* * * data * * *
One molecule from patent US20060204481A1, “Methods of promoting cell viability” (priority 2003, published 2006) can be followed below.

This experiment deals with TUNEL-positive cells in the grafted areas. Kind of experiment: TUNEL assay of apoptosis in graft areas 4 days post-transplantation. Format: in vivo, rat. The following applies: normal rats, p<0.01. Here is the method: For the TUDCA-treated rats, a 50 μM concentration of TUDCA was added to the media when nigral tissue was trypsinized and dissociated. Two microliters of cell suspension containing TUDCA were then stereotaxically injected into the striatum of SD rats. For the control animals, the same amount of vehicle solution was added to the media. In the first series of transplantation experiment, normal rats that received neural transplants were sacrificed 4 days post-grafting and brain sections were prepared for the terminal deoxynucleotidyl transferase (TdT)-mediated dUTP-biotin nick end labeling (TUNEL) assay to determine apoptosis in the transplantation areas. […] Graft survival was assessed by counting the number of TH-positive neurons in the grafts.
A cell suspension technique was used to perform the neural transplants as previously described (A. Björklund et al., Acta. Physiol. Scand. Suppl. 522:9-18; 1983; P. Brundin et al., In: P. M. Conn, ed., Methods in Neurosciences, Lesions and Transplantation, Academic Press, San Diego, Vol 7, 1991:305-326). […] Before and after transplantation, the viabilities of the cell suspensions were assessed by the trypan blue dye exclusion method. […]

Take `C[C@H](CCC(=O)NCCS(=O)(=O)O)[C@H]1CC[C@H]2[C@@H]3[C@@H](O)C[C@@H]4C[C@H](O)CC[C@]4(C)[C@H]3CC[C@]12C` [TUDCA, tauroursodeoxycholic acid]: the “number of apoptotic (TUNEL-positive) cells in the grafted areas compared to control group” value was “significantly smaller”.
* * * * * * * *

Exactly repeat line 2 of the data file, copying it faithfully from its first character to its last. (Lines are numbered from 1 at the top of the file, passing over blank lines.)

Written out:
This experiment deals with TUNEL-positive cells in the grafted areas. Kind of experiment: TUNEL assay of apoptosis in graft areas 4 days post-transplantation. Format: in vivo, rat. The following applies: normal rats, p<0.01. Here is the method: For the TUDCA-treated rats, a 50 μM concentration of TUDCA was added to the media when nigral tissue was trypsinized and dissociated. Two microliters of cell suspension containing TUDCA were then stereotaxically injected into the striatum of SD rats. For the control animals, the same amount of vehicle solution was added to the media. In the first series of transplantation experiment, normal rats that received neural transplants were sacrificed 4 days post-grafting and brain sections were prepared for the terminal deoxynucleotidyl transferase (TdT)-mediated dUTP-biotin nick end labeling (TUNEL) assay to determine apoptosis in the transplantation areas. […] Graft survival was assessed by counting the number of TH-positive neurons in the grafts.